It Takes a Village

When we become parents, we encounter a whole new set of experiences, sometimes for the first time, or sometimes in a different way. Because we are new to parenthood we sometimes lack confidence to admit to or work towards changing situations that are difficult for us, but more than likely most other new parents are feeling the same way.

It is not uncommon for new parents, especially mothers and stay-at-home dads, to experience feelings of isolation during your first few weeks or months at home, especially if you worked full-time before having a baby, or have just moved into an unfamiliar area. Extended feelings of isolation can lead to depression. If you can, take the time to explore your local area and its facilities so you can go for a walk to alleviate the blues, entertain a bored toddler, or meet with a local friend for a coffee & chat.

Feelings of distress or lack of confidence to cope with all the new responsibilities are also common. If you can, try to join a group with other parents & new bubs so you can share your experiences and act as a support group for each other.

Parents often feel frustration due to the lack of clean and functional facilities like baby change rooms and public toilets. Frustration can be also due to the lack of parents' parking spots or children's play areas. Speak up if you are frustrated with the facilities that your community is providing you with (or lack thereof), speak to (or email) your local council. Councils often spend a lot of money trying to get feedback from the community, so lets be assertive (and polite!) and give it to them for free.

Parents also find it frustrating at lengthy retailer queues with a tired infant or bored toddler when you know full well that the store can afford to employ more staff. Likewise frustration with retailers that leave the lollies and chocolates within toddler-tempting distance and then expect you to pay for the damage. Speak up, speak up! If you have a good idea that can benefit the rest of us parents, like suggesting to shop retailers that they provide a basket of toys so we can browse with a little bit of peace, then let them know. Tell shopping mall managers if toilets or change rooms are not up to scratch, or if change room cubicles are too small to comfortably fit yourself, a pram, and the clothes you are trying on.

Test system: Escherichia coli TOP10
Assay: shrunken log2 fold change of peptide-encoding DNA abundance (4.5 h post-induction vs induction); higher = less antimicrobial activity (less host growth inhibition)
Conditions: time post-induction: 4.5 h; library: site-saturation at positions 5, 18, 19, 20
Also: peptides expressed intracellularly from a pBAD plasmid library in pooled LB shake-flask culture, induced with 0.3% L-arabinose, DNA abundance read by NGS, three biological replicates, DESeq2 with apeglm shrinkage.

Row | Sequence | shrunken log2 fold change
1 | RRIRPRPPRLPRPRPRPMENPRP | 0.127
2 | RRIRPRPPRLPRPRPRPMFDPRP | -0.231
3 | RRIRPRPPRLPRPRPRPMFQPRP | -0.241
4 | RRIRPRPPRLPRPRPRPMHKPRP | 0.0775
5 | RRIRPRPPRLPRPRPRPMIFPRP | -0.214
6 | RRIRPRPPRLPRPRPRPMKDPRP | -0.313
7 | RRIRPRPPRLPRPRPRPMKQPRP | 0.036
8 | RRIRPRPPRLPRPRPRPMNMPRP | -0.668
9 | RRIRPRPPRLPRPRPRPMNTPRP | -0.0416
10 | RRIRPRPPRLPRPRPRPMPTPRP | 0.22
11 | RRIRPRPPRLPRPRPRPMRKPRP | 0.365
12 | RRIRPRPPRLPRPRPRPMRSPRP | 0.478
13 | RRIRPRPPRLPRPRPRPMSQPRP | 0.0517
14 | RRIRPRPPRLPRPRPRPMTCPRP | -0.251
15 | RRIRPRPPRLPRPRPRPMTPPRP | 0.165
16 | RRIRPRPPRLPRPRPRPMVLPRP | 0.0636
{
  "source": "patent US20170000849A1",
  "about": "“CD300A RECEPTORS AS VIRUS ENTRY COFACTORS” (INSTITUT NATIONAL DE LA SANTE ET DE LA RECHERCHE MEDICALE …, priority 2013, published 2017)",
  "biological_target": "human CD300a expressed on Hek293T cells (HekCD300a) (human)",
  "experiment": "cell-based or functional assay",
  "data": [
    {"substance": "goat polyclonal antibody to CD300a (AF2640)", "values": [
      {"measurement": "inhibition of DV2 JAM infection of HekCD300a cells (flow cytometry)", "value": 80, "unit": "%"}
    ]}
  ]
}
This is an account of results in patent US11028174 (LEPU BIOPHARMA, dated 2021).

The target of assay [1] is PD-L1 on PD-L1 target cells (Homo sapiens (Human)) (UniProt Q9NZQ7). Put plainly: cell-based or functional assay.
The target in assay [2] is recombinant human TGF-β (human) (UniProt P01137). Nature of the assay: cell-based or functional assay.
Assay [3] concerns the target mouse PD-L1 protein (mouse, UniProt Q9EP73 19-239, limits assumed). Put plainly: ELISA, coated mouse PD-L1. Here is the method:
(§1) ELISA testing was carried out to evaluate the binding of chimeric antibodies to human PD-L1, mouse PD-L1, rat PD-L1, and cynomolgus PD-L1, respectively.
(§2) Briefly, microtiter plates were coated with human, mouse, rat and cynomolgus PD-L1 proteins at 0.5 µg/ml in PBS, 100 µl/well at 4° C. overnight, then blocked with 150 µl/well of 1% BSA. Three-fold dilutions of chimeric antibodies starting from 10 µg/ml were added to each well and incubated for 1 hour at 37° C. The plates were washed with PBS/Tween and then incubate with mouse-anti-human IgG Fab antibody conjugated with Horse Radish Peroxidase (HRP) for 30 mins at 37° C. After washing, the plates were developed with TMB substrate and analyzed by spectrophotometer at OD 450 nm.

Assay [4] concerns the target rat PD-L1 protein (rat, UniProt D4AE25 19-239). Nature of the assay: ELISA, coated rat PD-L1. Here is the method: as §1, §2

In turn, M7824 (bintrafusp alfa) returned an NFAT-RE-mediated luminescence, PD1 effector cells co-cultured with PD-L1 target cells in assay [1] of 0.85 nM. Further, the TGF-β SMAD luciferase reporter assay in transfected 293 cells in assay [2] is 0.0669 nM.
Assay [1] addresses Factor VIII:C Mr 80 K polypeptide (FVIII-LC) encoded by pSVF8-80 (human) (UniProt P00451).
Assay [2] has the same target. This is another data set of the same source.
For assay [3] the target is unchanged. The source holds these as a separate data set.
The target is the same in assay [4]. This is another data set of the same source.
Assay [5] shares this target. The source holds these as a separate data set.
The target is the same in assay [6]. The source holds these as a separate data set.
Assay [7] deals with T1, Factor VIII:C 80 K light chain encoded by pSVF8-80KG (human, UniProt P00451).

More frustration: Frustration with the lack of child care places available and the long waiting lists for those there are. Frustration with employers for not offering more part-time work opportunities, or child care on-site, or the opportunity to work from home. Speak up, speak up, speak up! If you liked your job, talk with your employers and try to create opportunities for yourself. It saves them having to hire and train new employees, and means that they get to retain a committed employee who enjoys their job all the more as a part-timer.

And don't lose heart because there IS plenty of community support out there and some wonderful organisations waiting to help: below are some national numbers for Australia, or refer to your particular state or territory.

National Contacts

Raising Children Network,

Good Beginnings,

Australian Breastfeeding Association,

PANDA, (Post & Ante Natal Depression Association)

SANDS (Stillbirth, Neonatal Death and Miscarriage Support)

Men's Line Australia 1300 789 978

Australian Childhood Foundation 1800 176 453,

Australian Multiple Birth Association,


Cerebral Palsy Alliance,

Reflux Infants Support Association (RISA)

Relationships Australia (counselling and courses) 1300 364 277,

Child Support Agency 13 1272

Family Counselling Legal Advice 1902 283 534

Pregnancy Helpline 1300 139 313

Disclaimer: The information in this web-site is of a general nature and starting point only and not meant as sufficient advice for individual problems. For personal concerns about yourself, partner or child, please seek support from a professional counsellor or health practitioner. With respect, the author does not take responsibility for the effects of your use of this information.© E. Taylor 2011

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